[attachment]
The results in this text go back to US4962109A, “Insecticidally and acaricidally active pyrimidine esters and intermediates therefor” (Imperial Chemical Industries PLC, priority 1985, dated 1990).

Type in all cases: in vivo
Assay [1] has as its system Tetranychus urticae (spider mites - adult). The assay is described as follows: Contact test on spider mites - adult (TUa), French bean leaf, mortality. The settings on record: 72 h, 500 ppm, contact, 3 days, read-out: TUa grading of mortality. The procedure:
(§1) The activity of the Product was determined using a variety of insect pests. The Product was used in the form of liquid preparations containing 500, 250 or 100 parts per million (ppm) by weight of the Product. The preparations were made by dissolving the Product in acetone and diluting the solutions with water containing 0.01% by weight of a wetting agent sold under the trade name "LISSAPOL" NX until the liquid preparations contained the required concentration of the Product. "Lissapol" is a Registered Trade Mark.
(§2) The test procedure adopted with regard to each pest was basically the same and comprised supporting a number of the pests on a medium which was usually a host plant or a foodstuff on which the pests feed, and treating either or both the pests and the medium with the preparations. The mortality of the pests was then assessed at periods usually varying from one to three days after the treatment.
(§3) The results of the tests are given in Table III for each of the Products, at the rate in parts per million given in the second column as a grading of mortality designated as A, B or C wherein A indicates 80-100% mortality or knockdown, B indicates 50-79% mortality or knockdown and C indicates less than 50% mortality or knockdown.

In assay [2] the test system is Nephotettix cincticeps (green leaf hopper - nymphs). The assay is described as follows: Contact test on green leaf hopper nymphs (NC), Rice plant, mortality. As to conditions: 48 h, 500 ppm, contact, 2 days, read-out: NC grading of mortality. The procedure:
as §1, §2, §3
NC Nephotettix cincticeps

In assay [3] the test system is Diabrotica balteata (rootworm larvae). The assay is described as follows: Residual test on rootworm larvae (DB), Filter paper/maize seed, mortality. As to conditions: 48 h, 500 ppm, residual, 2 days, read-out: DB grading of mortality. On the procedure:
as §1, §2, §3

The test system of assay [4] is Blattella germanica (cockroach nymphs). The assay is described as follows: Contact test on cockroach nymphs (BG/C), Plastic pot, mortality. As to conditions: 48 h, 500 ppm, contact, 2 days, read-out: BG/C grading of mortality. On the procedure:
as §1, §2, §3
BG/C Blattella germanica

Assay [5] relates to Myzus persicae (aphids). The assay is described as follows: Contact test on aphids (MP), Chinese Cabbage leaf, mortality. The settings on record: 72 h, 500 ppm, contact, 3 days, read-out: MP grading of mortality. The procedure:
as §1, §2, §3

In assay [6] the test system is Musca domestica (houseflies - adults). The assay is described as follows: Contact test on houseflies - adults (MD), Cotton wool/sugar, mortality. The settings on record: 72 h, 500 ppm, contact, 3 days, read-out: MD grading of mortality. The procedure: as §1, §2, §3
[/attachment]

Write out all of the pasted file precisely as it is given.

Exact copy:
The results in this text go back to US4962109A, “Insecticidally and acaricidally active pyrimidine esters and intermediates therefor” (Imperial Chemical Industries PLC, priority 1985, dated 1990).

Type in all cases: in vivo
Assay [1] has as its system Tetranychus urticae (spider mites - adult). The assay is described as follows: Contact test on spider mites - adult (TUa), French bean leaf, mortality. The settings on record: 72 h, 500 ppm, contact, 3 days, read-out: TUa grading of mortality. The procedure:
(§1) The activity of the Product was determined using a variety of insect pests. The Product was used in the form of liquid preparations containing 500, 250 or 100 parts per million (ppm) by weight of the Product. The preparations were made by dissolving the Product in acetone and diluting the solutions with water containing 0.01% by weight of a wetting agent sold under the trade name "LISSAPOL" NX until the liquid preparations contained the required concentration of the Product. "Lissapol" is a Registered Trade Mark.
(§2) The test procedure adopted with regard to each pest was basically the same and comprised supporting a number of the pests on a medium which was usually a host plant or a foodstuff on which the pests feed, and treating either or both the pests and the medium with the preparations. The mortality of the pests was then assessed at periods usually varying from one to three days after the treatment.
(§3) The results of the tests are given in Table III for each of the Products, at the rate in parts per million given in the second column as a grading of mortality designated as A, B or C wherein A indicates 80-100% mortality or knockdown, B indicates 50-79% mortality or knockdown and C indicates less than 50% mortality or knockdown.

In assay [2] the test system is Nephotettix cincticeps (green leaf hopper - nymphs). The assay is described as follows: Contact test on green leaf hopper nymphs (NC), Rice plant, mortality. As to conditions: 48 h, 500 ppm, contact, 2 days, read-out: NC grading of mortality. The procedure:
as §1, §2, §3
NC Nephotettix cincticeps

In assay [3] the test system is Diabrotica balteata (rootworm larvae). The assay is described as follows: Residual test on rootworm larvae (DB), Filter paper/maize seed, mortality. As to conditions: 48 h, 500 ppm, residual, 2 days, read-out: DB grading of mortality. On the procedure:
as §1, §2, §3

The test system of assay [4] is Blattella germanica (cockroach nymphs). The assay is described as follows: Contact test on cockroach nymphs (BG/C), Plastic pot, mortality. As to conditions: 48 h, 500 ppm, contact, 2 days, read-out: BG/C grading of mortality. On the procedure:
as §1, §2, §3
BG/C Blattella germanica

Assay [5] relates to Myzus persicae (aphids). The assay is described as follows: Contact test on aphids (MP), Chinese Cabbage leaf, mortality. The settings on record: 72 h, 500 ppm, contact, 3 days, read-out: MP grading of mortality. The procedure:
as §1, §2, §3

In assay [6] the test system is Musca domestica (houseflies - adults). The assay is described as follows: Contact test on houseflies - adults (MD), Cotton wool/sugar, mortality. The settings on record: 72 h, 500 ppm, contact, 3 days, read-out: MD grading of mortality. The procedure: as §1, §2, §3